Other than the recent opportunity to buy $100 cheaper (which is a large psychological barrier to buying more here) . . I don't think FFH has ever been cheaper.

 

Oh, it's been cheaper.  Significantly so!  At the low point, it traded at about a quarter of shareholder equity.  But that's my point.  It's a very different company today than even a couple of years ago.  This company is now a very solid, well-run ship.  We don't invest in solid ships...we invest in broken-down ships.  Why?  Because they protect on the downside and carry far more upside.  And the solid ships we do invest in are far smaller and less well-known, so they generally have an advantage as far as future growth is concerned. 

 

Does that mean we wouldn't own Fairfax or Berkshire in the future?  Of course not!  If the market does something stupid, we would be the first ones on board.  We don't like rosy, optimistic scenarios.  We prefer fear and desperation.  Cheers! 

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Guest misterstockwell

I think there is risk in NOT owning Fairfax or some of the other insurance companies in the face of an eventual hard market.  This will be the part of the cycle when revenues jump, book value jumps, and most importantly, the multiple of book people are willing to pay jumps. You get a variety of tailwinds helping you out. Once Mr. Market says "Hmm.....we love insurance companies again," we could see 2X book in a heartbeat. That could be on a significantly higher book. My favorite type of investment is one where I buy deep value, and sell my shares years later to the momo crowd. I think that happens here eventually(as long as they underwrite correctly).

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Unless we think the reserves are too low (and the the book value is overvaluated actually), I think Fairfax is cheap and 10 years from now, their owners should be happy. Can they compound book value per 12-15% over the next 10 years? How about:

 

- a huge investment portfolio

- managed by overall some of the better investors that I've ever seen

- with insurance operations side under control

- some underwriting gains with a hard cycle that's reasonable to think that will happen over the next 5 years (just ice on cake, you can ignore it if you want).

 

So, it's a price to book of 1,5 would be a fair deal between the seller and the buyer? I'm in the "yes" camp. Will that happen over the next 10 years? I would be very surprised if it will not happen at some point.

 

Is it cheap and attractive enough? Yes. So I've been buying lately. It it insanely cheap? No.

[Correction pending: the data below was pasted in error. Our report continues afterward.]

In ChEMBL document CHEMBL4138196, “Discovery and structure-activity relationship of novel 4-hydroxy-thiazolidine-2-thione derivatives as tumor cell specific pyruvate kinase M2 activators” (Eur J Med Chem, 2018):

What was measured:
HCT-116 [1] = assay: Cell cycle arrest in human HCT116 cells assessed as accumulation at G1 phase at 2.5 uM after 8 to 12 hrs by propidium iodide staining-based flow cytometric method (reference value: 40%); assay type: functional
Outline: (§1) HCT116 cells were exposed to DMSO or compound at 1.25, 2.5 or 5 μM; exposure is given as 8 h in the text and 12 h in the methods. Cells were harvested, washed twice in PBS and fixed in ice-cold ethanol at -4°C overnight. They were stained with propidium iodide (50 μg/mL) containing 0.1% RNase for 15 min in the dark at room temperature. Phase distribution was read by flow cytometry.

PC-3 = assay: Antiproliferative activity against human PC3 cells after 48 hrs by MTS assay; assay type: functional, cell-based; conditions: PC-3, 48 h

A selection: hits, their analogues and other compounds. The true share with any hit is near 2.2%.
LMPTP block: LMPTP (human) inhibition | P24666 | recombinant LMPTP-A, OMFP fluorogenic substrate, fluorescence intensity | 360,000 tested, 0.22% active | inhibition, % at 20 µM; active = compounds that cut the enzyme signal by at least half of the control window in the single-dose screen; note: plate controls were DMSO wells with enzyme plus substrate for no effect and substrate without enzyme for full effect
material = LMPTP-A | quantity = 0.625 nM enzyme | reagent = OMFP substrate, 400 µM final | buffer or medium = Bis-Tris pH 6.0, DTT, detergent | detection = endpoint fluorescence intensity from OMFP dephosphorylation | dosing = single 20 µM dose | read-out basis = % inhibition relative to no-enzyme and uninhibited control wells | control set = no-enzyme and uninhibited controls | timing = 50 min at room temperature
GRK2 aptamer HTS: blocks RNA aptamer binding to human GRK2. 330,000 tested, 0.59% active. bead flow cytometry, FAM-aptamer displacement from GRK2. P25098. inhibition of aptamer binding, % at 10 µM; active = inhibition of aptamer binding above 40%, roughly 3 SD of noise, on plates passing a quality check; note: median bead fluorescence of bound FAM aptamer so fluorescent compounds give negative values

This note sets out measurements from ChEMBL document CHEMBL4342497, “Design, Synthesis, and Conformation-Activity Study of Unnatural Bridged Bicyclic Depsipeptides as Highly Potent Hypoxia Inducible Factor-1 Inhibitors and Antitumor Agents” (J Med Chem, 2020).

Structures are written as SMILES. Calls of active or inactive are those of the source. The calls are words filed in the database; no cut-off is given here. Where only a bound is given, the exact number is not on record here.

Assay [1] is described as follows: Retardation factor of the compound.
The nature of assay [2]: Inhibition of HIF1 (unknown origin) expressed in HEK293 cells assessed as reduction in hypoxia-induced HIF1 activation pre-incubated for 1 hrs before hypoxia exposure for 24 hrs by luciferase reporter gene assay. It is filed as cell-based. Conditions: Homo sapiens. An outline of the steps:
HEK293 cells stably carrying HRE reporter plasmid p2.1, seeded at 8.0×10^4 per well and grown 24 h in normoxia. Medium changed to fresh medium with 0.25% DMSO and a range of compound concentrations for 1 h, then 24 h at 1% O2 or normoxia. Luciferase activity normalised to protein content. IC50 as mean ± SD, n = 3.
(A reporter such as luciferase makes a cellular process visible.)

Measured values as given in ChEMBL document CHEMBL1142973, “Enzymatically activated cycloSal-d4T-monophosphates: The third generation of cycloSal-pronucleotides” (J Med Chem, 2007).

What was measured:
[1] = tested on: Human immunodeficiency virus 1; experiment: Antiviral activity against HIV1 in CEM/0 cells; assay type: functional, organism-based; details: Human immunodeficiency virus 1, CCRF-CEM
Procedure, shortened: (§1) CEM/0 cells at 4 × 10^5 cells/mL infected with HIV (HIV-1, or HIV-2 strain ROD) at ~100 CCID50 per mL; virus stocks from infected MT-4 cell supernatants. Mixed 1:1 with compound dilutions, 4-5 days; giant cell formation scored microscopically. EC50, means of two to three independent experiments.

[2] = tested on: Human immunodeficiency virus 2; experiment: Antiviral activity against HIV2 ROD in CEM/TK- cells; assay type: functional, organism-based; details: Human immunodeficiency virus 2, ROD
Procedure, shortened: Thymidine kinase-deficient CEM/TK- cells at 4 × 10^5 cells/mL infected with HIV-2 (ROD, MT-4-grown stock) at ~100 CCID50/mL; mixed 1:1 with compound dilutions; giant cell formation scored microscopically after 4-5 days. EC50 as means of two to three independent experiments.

We've been buying all the remaining shares of a private business lately. We didn't have any daily quote, volatility and anything like that. The fact that it's a private business 100% owned or a 0,00001% position in a public company doesn't change the most basic facts to me. I can handle a lot of volatility and anxiety if the deal make sense. What matter is the intrinsic value of the business.

 

I've also been buying a home lately (after 5  years of waiting to get a good home at a decent price). The seller was in a hurry to sell so I did get a fair price. When you only have few days to make the deal on a home, not unlike volatility in the stock market, some people get too much anxious and let some deals go. I can handle some temporary anxiety and keep my head very cold if a deal make sense.

 

FFH deal make sense. Like I said before I've been buying lately and would be happy to buy more at these prices (but will have to sell some since I'm funding 20% of the home). I know far too much that the few FFH shares that I will sell will be a good deal for the buyer (not me), but you know your children rather prefer to live in a good home than to have a stock certificate on the wall of their appartment bedroom. My 4 years old son took a look at the pool and raised his thumb with a smile.

 

Cheers!

 

 

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So, it's a price to book of 1,5 would be a fair deal between the seller and the buyer? I'm in the "yes" camp. Will that happen over the next 10 years? I would be very surprised if it will not happen at some point.

 

Say 1.5x in 6 yrs from today's base of approximately 0.95x.  That's 8% per annum tailwind from the book value expansion.  Then add in 12-15% per annum from investments/operations, and you've got 20-23% per annum.  That's tax-deferred compounding -- equivalent to getting more than 30% annualized from short-term trading (I paid 35% tax on that stuff this year).  And with fund manager fees, you're looking at more than 40% to beat it... unless you are the fund manager  :)